“The Nightmare Before Christmas”‘s Director Settled the Christmas vs. Halloween Movie Debate

“The Nightmare Before Christmas”‘s Director Settled the Christmas vs. Halloween Movie Debate

The Nightmare Before Christmas” is an iconic holiday movie, to be sure, but one thing about the stop-motion fantasy has never been quite clear: which holiday is it really about?

Yes, a lot of the movie takes place in Halloween Town and main character Jack Skellington is the Pumpkin King. Some would even argue the title in itself settles the debate (it’s ostensibly called “The Nightmare Before Christmas,” not “The Christmas on Halloween,” for a reason). But there are also plenty of Christmas elements once Jack travels to Christmas Town. Is it a Christmas movie that happens to take place around Halloween, or is it a Halloween movie with strong Christmas themes?

The debate has raged on among fans ever since the film’s release in 1993 (in late October, it should be noted), so much so that director Henry Selick finally had to step into the fray.

Selick, who went on to direct “James and the Giant Peach” and “Coraline,” participated in a Q&A at the Telluride Horror Show in Colorado in 2015, where he was asked by a little girl in the audience to settle the enduring conundrum once and for all. Are you ready for his answer?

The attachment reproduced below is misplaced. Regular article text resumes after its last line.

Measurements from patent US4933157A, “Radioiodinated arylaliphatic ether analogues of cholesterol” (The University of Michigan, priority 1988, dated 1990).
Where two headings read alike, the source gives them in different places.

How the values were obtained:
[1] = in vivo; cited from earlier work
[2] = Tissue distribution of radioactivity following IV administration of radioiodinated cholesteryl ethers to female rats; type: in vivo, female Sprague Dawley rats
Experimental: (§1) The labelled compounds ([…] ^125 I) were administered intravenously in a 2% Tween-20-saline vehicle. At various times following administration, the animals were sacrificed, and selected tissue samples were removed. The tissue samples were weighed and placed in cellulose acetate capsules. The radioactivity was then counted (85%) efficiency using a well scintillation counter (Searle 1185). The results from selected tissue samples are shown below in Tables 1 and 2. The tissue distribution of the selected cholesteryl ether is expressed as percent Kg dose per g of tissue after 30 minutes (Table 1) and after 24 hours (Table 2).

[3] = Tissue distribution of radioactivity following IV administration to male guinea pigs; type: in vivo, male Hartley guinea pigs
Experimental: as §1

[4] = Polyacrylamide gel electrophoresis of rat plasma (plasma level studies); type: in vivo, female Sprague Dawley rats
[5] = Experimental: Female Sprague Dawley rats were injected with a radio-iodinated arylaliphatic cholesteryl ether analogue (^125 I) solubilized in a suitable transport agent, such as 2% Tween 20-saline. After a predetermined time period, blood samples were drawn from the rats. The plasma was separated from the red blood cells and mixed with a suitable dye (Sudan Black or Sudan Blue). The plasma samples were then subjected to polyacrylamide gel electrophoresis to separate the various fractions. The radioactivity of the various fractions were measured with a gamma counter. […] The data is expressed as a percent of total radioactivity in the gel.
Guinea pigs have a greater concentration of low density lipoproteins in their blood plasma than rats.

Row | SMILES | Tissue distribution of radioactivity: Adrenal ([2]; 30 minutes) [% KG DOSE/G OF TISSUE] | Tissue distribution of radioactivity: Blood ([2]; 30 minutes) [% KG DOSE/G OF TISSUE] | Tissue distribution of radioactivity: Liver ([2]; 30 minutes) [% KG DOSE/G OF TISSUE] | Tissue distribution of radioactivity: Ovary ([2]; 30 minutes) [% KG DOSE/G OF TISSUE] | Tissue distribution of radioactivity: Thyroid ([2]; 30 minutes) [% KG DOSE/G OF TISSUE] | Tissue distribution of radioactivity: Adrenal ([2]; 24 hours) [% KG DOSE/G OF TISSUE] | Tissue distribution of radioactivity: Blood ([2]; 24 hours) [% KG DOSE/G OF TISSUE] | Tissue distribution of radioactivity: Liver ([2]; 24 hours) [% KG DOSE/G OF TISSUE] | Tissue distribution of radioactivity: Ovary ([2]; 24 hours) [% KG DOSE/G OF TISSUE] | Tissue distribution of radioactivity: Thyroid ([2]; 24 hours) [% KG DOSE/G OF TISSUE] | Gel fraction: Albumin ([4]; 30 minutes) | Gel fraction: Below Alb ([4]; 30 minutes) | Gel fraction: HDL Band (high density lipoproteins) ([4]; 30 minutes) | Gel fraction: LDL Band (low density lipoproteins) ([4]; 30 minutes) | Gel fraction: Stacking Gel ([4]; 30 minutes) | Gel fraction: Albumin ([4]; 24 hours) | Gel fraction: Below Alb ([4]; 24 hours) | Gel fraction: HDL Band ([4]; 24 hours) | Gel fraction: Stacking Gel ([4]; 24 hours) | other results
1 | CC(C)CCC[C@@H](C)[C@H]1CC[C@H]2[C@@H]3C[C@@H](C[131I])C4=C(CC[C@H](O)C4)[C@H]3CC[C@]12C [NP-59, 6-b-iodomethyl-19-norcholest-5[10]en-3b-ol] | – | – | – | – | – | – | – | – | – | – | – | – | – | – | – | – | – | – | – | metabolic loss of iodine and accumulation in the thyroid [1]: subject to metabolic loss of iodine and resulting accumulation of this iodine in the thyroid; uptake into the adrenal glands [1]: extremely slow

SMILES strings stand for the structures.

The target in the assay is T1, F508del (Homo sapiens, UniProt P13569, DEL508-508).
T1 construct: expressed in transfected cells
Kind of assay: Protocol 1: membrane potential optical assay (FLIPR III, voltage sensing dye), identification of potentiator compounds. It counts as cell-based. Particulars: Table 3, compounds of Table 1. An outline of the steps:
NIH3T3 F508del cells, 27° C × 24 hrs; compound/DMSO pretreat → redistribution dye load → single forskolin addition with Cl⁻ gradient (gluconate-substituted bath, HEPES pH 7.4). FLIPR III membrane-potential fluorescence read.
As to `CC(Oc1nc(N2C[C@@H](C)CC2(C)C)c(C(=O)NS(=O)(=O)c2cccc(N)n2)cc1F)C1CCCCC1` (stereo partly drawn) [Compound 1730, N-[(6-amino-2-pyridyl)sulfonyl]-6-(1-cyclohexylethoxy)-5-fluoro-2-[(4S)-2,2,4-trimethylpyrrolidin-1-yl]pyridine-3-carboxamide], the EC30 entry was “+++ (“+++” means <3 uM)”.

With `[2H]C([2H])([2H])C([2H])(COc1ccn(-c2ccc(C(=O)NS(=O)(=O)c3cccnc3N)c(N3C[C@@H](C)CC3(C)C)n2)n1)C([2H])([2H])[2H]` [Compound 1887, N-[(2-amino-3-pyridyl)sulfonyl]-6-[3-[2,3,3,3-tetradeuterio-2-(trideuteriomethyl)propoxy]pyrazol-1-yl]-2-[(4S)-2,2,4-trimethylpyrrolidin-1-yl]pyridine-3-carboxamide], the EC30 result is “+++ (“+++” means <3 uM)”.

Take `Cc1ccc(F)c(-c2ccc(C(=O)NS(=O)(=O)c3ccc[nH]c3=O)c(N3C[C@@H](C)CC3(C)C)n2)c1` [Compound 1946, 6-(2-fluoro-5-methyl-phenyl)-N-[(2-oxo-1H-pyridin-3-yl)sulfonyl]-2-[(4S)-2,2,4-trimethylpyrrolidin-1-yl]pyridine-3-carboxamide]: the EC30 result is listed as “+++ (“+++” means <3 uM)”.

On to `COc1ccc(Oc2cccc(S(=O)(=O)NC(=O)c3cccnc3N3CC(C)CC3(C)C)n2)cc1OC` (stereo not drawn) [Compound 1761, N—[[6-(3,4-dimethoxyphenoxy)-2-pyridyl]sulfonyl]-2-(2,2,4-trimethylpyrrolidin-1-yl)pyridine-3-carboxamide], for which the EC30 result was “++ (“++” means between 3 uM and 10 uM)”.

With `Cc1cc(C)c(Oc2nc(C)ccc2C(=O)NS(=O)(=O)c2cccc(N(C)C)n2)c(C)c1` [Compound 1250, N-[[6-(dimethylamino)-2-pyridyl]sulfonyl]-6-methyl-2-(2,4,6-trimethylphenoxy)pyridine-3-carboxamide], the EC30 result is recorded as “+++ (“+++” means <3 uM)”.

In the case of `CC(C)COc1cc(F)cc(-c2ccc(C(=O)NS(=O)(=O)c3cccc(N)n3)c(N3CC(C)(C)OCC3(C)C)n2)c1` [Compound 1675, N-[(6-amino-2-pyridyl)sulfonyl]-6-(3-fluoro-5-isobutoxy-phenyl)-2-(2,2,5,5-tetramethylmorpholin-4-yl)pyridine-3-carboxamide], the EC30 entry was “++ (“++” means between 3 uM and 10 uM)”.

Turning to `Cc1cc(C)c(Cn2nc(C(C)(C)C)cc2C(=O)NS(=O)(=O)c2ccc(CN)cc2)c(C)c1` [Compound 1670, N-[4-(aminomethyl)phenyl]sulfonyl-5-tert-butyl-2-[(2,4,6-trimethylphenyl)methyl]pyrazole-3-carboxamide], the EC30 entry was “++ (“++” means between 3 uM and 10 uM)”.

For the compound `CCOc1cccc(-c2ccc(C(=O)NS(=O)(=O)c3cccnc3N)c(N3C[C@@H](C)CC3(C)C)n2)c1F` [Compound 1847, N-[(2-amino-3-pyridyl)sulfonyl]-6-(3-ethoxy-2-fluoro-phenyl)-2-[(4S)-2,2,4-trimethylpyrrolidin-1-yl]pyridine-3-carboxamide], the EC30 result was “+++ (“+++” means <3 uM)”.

“Oh boy,” Selick said to the crowd. “It’s a Halloween movie.” Ding, ding, ding! #TeamHalloween, let the vindication wash over you.

The director went on to explain that although the story of “The Nightmare Before Christmas” involves quite a bit about Christmas and that he’s consistently told that people “love [the movie’s] Santa,” the core of the film is devoted to a love of Halloween and all the spooky inhabitants of Halloween Town. Not to mention, the movie never does that thing Christmas movies tend to do where the main character ultimately learns the “reason for the season” or the “meaning” of Christmas.

Despite Selick’s response, the debate is still alive and well on Twitter, where plenty of people continue to hash it out annually during the holiday season.

But, as one Twitter user pointed out, there’s no rule that says “The Nightmare Before Christmas” can’t be a Halloween movie and a Christmas movie, is there?